IAAC Exhibition of Contemporary Indian Art of the Diaspora 2012

Ali Raza



Ali received BFA with distinction in Painting from National College of Arts, Lahore, Pakistan 1992 and MFA in Drawing and Painting from University of Minnesota, Minneapolis, 2001. He taught Drawing and Painting at the University of Minnesota as an adjunct faculty for two years before joining Appalachian State University as an Assistant Professor in 2004. Ali works in Painting, Mixed Media, Printmaking, Sculpture and Digital Imaging. His artworks have been part of several international shows such as: “Printmakers of Pakistan 1947-1997” Bradford Museum, England; “Pakistan: Another Vision” Brunei Gallery, London; “Painting Over the Lines: Five Contemporary Artists from Pakistan” Indo Center of Art and Culture, Chelsea, NY 2002; “Takhti,”Art Gallery of Mississauga, Canada 2003; “Masala: Diversity and Democracy in South Asian Art,”  William Benton Museum, Storrs, Connecticut 2004; “Beyond Borders” Contemporary Art from Pakistan National Gallery of Modern Art, Kala Ghoda, Mumbai, India 2005; Contemporary Printmakers from Pakistan “Festival of Muslim Cultures: UK 2006” Oriel Ceri Richards, Swansea, UK 2006; “Art Unites” 25 SAARC Artists” Lalit Kala Academi, Dehli 2007; “Moving Ahead” National Gallery of Art, Islamabad, Pakistan 2007; “Desperately Seeking Paradise” Art Dubai 2008; “Hanging Fire: Contemporary Art From Pakistan“ Asia Society, NY 2009; “State of Things: Recent Art From Pakistan,” Aicon Gallery London, 2009-2010; “Resemble, Reassemble,” Devi Art Foundation, New Delhi, India 2009-10; “Mixed Up Views,”  a solo show, Art Sawa, Dubai, UAE 2011 and “Homespun” Devi Foundation, New Delhi 2011.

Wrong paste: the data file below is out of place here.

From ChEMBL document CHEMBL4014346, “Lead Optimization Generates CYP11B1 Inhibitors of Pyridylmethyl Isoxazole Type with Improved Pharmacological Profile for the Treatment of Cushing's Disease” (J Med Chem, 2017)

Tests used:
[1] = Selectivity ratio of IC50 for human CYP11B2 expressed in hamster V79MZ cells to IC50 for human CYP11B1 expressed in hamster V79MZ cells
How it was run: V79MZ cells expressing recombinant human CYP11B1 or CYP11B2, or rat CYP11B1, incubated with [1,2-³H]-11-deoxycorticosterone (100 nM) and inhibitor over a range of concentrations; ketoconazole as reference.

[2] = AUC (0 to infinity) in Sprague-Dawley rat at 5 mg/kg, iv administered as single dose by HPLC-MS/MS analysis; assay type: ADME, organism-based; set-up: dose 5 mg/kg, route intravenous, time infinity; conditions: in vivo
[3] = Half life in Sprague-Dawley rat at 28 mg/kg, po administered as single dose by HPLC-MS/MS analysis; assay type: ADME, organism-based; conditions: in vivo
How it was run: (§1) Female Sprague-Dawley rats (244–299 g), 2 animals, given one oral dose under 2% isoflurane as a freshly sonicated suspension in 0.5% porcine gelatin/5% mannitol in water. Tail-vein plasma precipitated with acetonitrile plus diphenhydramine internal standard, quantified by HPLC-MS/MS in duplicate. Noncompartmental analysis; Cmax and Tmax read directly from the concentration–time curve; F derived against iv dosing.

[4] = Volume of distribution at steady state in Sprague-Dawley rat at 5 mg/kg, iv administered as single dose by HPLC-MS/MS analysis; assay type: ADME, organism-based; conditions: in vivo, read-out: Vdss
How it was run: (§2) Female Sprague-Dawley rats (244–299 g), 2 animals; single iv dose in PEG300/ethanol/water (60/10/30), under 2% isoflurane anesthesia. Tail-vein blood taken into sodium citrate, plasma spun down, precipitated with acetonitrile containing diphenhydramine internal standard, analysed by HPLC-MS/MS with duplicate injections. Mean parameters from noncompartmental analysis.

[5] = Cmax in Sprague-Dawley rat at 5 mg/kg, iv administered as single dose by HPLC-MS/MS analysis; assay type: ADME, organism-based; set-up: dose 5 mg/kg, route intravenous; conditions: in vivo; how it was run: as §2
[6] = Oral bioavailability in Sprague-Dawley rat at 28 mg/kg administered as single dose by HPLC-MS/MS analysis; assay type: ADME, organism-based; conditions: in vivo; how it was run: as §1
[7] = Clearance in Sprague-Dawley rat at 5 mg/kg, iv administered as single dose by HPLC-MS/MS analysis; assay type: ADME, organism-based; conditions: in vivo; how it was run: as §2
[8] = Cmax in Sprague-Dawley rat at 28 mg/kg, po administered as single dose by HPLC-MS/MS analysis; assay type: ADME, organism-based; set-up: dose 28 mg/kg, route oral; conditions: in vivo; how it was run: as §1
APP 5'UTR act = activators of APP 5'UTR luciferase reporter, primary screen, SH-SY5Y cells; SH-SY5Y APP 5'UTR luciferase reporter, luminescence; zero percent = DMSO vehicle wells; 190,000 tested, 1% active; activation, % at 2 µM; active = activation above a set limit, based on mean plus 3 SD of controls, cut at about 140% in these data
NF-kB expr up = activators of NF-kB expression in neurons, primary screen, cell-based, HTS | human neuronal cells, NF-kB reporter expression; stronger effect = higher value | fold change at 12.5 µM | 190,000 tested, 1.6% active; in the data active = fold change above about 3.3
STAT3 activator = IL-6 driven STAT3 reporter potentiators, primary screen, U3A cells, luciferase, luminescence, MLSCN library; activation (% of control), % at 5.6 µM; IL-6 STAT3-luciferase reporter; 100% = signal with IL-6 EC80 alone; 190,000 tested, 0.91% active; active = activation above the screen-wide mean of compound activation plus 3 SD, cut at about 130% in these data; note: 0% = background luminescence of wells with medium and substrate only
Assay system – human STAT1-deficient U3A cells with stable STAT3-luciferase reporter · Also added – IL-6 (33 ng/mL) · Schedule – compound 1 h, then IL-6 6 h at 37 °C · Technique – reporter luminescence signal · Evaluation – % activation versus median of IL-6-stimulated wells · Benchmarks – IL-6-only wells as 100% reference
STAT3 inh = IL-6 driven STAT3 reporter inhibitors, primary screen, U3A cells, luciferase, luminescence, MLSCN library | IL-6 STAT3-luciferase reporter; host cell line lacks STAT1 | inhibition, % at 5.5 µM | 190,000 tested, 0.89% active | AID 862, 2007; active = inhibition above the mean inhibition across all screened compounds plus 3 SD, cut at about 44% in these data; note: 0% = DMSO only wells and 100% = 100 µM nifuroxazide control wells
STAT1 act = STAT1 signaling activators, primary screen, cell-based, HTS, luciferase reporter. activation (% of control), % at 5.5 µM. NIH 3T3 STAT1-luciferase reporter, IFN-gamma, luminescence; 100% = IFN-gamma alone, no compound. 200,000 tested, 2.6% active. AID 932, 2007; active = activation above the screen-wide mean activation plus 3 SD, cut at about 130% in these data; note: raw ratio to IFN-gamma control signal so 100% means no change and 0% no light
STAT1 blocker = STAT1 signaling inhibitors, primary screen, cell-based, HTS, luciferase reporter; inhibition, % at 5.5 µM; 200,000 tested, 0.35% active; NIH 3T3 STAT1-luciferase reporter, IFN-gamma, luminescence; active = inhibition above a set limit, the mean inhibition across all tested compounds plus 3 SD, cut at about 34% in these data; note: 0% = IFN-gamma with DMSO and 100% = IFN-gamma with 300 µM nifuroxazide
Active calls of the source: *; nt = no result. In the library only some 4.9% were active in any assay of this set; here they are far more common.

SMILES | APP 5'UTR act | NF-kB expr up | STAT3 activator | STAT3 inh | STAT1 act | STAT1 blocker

In so-called phenomena of “globalization,” different cultures and sub-cultures not just constantly evolve but also engage in the act of discovering each other’s differences, or more politely, “diverse” opinions and ideas.  As a result of this constant exchange of exposure of “the other”, transpires the notion of hybridization. I consider this sort of hyrbidity, a dichotmic process – both constructive and questionable at the same time. On one hand, it generates new possibilities of thought and imagination by merging diverse beliefs of different cultures to develop sub-cultures, and on the downside, no matter how well one translates an idea from one language / culture to the other, there remains a variable fraction of untranslatability. The failure or inability to understand each other, promotes stereotypes that eventually leads to confrontation.

Such ideas inspire the content of my work. I am interested in studying the issues of art history, critical theory, socio-political conditions and media, besides my studio practice. I like to explore different media to connect with different ideas, similarly as we in the present time, occasionally may feel connected (but may be distracted) with the over exposure of information and ideas.

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